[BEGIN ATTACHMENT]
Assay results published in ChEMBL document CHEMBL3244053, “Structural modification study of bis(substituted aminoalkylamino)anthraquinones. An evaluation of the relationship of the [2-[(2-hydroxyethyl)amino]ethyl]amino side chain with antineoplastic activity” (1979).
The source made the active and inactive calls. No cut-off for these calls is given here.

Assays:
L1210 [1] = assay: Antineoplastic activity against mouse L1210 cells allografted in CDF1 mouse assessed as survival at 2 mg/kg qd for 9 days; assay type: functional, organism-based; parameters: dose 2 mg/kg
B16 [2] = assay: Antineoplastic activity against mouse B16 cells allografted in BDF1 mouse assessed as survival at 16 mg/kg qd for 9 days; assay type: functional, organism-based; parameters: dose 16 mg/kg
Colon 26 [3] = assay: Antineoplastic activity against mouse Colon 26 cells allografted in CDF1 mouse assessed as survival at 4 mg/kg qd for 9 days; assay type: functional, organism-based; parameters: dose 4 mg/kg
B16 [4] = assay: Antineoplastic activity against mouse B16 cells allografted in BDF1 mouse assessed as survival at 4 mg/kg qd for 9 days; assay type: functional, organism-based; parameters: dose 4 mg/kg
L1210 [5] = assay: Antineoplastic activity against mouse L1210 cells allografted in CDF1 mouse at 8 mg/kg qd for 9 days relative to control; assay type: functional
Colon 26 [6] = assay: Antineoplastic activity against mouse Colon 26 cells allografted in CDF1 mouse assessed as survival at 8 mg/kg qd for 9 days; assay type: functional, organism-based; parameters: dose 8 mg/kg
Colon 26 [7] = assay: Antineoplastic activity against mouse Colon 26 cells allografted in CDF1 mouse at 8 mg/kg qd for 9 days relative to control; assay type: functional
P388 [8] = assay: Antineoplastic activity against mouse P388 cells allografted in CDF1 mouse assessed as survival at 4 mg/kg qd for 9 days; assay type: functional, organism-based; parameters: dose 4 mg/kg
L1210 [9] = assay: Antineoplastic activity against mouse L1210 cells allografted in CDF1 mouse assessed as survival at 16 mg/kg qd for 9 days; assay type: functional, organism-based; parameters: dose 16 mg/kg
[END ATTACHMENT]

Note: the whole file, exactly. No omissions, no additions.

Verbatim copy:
Assay results published in ChEMBL document CHEMBL3244053, “Structural modification study of bis(substituted aminoalkylamino)anthraquinones. An evaluation of the relationship of the [2-[(2-hydroxyethyl)amino]ethyl]amino side chain with antineoplastic activity” (1979).
The source made the active and inactive calls. No cut-off for these calls is given here.

Assays:
L1210 [1] = assay: Antineoplastic activity against mouse L1210 cells allografted in CDF1 mouse assessed as survival at 2 mg/kg qd for 9 days; assay type: functional, organism-based; parameters: dose 2 mg/kg
B16 [2] = assay: Antineoplastic activity against mouse B16 cells allografted in BDF1 mouse assessed as survival at 16 mg/kg qd for 9 days; assay type: functional, organism-based; parameters: dose 16 mg/kg
Colon 26 [3] = assay: Antineoplastic activity against mouse Colon 26 cells allografted in CDF1 mouse assessed as survival at 4 mg/kg qd for 9 days; assay type: functional, organism-based; parameters: dose 4 mg/kg
B16 [4] = assay: Antineoplastic activity against mouse B16 cells allografted in BDF1 mouse assessed as survival at 4 mg/kg qd for 9 days; assay type: functional, organism-based; parameters: dose 4 mg/kg
L1210 [5] = assay: Antineoplastic activity against mouse L1210 cells allografted in CDF1 mouse at 8 mg/kg qd for 9 days relative to control; assay type: functional
Colon 26 [6] = assay: Antineoplastic activity against mouse Colon 26 cells allografted in CDF1 mouse assessed as survival at 8 mg/kg qd for 9 days; assay type: functional, organism-based; parameters: dose 8 mg/kg
Colon 26 [7] = assay: Antineoplastic activity against mouse Colon 26 cells allografted in CDF1 mouse at 8 mg/kg qd for 9 days relative to control; assay type: functional
P388 [8] = assay: Antineoplastic activity against mouse P388 cells allografted in CDF1 mouse assessed as survival at 4 mg/kg qd for 9 days; assay type: functional, organism-based; parameters: dose 4 mg/kg
L1210 [9] = assay: Antineoplastic activity against mouse L1210 cells allografted in CDF1 mouse assessed as survival at 16 mg/kg qd for 9 days; assay type: functional, organism-based; parameters: dose 16 mg/kg